High fever? Chills? Cough? Body aches? Glassy, filmy, reddish eyes? Sore throat? Runny nose? If you have all or quite a few of these symptoms you might have "the flu." Flu, or "influenza" is a respiratory illness that makes people feel really sick. It is not to be confused with gastroenteritis (what many people call "stomach flu"), a completely different kind of infection. Flu shots help protect against influenza, but not against gastroenteritis.
Influenza is "going around" right now. We have seen quite a few cases in our office in the last two weeks. Children look miserable, listless, flushed, and weak. They cough, have high fevers, and complain of sore throats, body aches, and chills. The infection comes on pretty suddenly and hits hard. Most of the cases we have seen in the office have been in children who did not receive a flu vaccine. However, this week I have had two patients with confirmed influenza A who were vaccinated last fall. While this does not seem fair, it does happen sometimes.
The treatment for flu is almost always supportive care, which means making your child as comfortable as possible by controlling the fever and ensuring adequate fluid intake. In addition, monitoring for signs of bacterial complications of flu (such as an ear infection or pneumonia) is important. A high fever can persist for 5 to 7 days. Sometimes there is nausea and vomiting, although these are not the main symptoms of influenza.
Clear liquids, especially Pedialyte given 1 tsp at a time every ten minutes, are the best home treatment to prevent dehydration when a child is vomiting. Acetaminophen (Tylenol) or ibuprofen (Advil or Motrin) will help keep a fever more manageable and a feverish child more comfortable. In my experience these medications often do not bring a high fever down to normal. Remember that the fever is not harmful to your child and is actually helping her body fight the infection. However, it makes the sick person feel awful and look terrible, so it is usually worth the effort to treat a fever.
In general it is safest to use one medication to control a fever--either acetaminophen OR ibuprofen. For a limited period of time (less than 24 hours) and a very high fever (over 103) I sometimes recommend alternating these two medications. However, too much medicine on an empty stomach CAN make things worse (nausea and vomiting, for example).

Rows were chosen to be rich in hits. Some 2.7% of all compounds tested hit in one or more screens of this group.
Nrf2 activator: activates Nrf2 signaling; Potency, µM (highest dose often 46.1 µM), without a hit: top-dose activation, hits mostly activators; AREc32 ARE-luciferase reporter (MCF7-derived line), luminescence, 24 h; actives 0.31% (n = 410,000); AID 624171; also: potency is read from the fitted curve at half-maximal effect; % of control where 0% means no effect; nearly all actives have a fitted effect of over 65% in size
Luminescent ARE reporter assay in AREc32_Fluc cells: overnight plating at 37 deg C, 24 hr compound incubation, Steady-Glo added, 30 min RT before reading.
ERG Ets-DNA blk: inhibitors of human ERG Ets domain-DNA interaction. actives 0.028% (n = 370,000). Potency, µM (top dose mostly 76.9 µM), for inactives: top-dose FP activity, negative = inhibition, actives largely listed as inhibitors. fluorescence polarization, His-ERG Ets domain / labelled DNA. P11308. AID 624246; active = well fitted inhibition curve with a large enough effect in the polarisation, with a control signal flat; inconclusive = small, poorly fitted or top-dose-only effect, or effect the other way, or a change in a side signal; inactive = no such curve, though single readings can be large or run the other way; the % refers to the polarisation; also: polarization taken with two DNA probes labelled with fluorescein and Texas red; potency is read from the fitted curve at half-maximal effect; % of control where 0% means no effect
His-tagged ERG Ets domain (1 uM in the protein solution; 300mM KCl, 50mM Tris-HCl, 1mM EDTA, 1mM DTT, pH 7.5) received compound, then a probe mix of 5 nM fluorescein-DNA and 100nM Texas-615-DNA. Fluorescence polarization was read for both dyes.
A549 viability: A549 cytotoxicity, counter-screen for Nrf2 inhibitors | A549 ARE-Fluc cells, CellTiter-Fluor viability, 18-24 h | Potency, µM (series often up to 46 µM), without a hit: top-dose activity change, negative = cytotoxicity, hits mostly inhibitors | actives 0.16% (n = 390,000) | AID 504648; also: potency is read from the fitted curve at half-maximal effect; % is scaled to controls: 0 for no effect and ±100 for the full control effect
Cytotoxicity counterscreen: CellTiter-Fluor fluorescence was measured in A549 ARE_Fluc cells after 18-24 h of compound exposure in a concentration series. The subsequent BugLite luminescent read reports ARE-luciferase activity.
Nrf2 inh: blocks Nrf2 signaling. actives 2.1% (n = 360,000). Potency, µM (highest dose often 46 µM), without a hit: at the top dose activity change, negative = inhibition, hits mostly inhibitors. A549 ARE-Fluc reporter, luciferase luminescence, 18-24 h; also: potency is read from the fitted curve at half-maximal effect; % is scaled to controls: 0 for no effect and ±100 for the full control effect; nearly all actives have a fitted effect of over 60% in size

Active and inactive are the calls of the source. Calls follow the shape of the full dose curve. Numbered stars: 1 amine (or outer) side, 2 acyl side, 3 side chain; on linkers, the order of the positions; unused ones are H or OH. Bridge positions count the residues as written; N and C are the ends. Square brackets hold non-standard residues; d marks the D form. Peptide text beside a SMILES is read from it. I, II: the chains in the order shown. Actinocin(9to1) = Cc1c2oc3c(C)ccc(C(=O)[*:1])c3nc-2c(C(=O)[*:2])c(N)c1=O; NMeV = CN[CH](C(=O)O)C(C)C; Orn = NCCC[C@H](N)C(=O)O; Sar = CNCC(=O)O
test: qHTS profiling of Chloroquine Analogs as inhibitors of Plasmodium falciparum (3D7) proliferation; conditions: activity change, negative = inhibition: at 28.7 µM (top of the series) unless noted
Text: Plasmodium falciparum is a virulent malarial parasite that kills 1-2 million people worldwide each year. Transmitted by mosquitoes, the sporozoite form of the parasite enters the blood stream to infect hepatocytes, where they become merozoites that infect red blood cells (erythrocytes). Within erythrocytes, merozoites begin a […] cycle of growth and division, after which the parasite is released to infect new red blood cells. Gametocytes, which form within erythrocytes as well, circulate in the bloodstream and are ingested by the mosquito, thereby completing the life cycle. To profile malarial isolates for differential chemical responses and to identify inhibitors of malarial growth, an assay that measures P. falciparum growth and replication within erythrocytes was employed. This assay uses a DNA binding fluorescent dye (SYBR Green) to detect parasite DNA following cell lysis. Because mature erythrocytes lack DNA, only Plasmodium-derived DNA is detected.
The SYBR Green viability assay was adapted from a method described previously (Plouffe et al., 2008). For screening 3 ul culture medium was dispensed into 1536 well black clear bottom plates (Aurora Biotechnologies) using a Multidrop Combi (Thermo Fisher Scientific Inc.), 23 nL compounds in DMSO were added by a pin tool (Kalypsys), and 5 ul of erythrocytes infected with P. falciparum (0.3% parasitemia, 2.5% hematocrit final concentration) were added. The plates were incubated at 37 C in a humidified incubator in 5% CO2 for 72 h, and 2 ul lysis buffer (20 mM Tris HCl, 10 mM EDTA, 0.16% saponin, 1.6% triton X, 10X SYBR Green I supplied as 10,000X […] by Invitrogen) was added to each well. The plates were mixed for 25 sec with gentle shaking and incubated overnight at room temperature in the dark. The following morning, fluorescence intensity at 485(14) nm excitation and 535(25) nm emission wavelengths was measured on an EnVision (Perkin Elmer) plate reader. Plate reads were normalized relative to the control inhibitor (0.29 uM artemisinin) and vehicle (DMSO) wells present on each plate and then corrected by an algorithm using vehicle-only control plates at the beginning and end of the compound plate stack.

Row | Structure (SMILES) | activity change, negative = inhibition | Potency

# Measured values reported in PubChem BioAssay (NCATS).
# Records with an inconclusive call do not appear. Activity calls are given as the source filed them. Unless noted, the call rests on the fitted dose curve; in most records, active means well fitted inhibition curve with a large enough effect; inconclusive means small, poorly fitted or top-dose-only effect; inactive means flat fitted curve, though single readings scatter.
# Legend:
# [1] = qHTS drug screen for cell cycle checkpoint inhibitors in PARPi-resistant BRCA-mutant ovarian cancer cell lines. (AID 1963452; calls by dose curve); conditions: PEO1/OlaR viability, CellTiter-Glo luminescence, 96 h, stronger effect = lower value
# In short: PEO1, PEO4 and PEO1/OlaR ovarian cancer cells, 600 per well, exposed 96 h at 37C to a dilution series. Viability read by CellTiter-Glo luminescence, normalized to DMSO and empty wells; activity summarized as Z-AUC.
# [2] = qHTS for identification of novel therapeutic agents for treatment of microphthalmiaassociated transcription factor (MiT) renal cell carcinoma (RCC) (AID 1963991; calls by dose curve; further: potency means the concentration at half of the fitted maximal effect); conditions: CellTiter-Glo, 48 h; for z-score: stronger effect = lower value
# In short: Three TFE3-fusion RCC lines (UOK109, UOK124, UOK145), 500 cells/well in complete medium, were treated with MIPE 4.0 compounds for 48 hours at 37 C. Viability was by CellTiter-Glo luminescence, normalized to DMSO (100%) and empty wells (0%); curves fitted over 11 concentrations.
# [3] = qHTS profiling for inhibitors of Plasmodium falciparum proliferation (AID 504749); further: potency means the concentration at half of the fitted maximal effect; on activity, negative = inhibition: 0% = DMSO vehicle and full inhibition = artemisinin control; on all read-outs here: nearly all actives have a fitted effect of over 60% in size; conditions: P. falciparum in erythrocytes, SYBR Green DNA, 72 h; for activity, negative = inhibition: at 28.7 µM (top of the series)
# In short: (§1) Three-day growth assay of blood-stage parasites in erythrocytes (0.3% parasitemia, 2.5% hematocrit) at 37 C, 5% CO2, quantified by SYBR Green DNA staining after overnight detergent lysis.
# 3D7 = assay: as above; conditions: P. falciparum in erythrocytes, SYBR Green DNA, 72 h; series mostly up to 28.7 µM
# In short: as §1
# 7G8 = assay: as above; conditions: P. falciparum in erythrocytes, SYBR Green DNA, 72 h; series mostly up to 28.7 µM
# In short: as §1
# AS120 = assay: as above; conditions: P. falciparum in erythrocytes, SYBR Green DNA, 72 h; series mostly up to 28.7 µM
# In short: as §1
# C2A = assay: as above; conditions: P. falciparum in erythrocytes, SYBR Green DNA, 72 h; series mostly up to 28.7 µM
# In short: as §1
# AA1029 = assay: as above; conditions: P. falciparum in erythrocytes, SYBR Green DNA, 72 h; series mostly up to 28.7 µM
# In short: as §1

Cough and cold medications (especially decongestants such as pseudoephedrine or phenylephrine, as well as cough suppressants such as dextromethorphan) are NOT recommended for children under age six because research shows they do not work any better than placebo (fake medication), and because there have been a number of overdose cases due to the use of combination products (medicines with acetaminophen plus cough and cold products) in young children.
I sometimes recommend the night time use of the antihistamine diphenhydramine (Benadryl) alone for a smaller child with a bad runny nose and cough. Even this can cause problems such as irritability and wakefulness. At my own home I am likely to use home "remedies" to clear a congested nose and make sleep easier. These would include a steamy shower, saline nose drops, elevating the head of the bed a bit, and clear liquids to drink.
If your child looks really ill, and ibuprofen or acetaminophen do not "perk him up", then we should evaluate him in the office. Similarly if he is appearing dehydrated, (with a dry mouth, lack of tears, sunken eyes, absent or severely decreased urine output, cold hands and feet) then we should also evaluate in the office. If the high fever persists beyond 7 days, we need to see your child. And if you are very worried about your child, or there are concerning symptoms other than those I have described then you should call or bring your child in to be checked. Please remember that my blog is intended to be informational, and cannot take into account every individual situation, or replace the personal attention of your own doctor.
There are medications to treat influenza (not stomach "flu", remember?). In reality we use these only sometimes, as they carry their own risks of side effects, are not palatable (Tamiflu liquid tastes terrible), must be started very early in the illness, and are not extremely effective. Primarily we use medications like Tamiflu for children with underlying medical conditions (at risk for severe complications of flu) to either treat flu in the early stages or prevent flu in cases of household exposure. Hopefully all of these children with severe underlying illness have already been vaccinated for flu!
How do you distinguish influenza from strep throat? Strep is the other illness that is "going around" right now. The classic symptoms of strep throat are sudden onset of fever, sore throat, headache, and stomachache, usually in the absence of cold symptoms such as cough or runny nose.
I have previously written blogs about both strep throat and flu, so you could check those out for more information. And remember, you are the expert when it comes to your child. This blog is here to be helpful in providing general information to you, it is not designed or intended to diagnose or make treatment recommendations for specific children, illnesses, or situations. That kind of individual attention can only come from your own personal pediatrician!
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